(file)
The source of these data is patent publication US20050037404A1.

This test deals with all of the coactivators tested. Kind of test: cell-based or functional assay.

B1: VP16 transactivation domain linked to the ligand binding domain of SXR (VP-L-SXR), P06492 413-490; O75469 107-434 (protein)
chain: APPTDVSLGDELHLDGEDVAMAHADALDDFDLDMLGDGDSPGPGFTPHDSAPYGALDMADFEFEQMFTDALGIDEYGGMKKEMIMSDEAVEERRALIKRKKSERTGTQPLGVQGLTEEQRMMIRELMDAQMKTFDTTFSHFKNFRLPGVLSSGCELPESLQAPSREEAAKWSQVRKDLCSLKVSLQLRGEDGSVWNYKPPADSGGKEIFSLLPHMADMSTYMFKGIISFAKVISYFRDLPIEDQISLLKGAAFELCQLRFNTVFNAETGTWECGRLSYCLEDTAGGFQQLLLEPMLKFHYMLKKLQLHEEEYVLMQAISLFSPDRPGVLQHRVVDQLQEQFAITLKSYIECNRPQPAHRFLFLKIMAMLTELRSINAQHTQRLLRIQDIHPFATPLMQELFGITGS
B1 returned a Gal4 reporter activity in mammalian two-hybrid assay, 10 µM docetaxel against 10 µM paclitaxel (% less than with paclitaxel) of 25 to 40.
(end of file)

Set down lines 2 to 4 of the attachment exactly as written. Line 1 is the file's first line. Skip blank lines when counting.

This test deals with all of the coactivators tested. Kind of test: cell-based or functional assay.

B1: VP16 transactivation domain linked to the ligand binding domain of SXR (VP-L-SXR), P06492 413-490; O75469 107-434 (protein)
chain: APPTDVSLGDELHLDGEDVAMAHADALDDFDLDMLGDGDSPGPGFTPHDSAPYGALDMADFEFEQMFTDALGIDEYGGMKKEMIMSDEAVEERRALIKRKKSERTGTQPLGVQGLTEEQRMMIRELMDAQMKTFDTTFSHFKNFRLPGVLSSGCELPESLQAPSREEAAKWSQVRKDLCSLKVSLQLRGEDGSVWNYKPPADSGGKEIFSLLPHMADMSTYMFKGIISFAKVISYFRDLPIEDQISLLKGAAFELCQLRFNTVFNAETGTWECGRLSYCLEDTAGGFQQLLLEPMLKFHYMLKKLQLHEEEYVLMQAISLFSPDRPGVLQHRVVDQLQEQFAITLKSYIECNRPQPAHRFLFLKIMAMLTELRSINAQHTQRLLRIQDIHPFATPLMQELFGITGS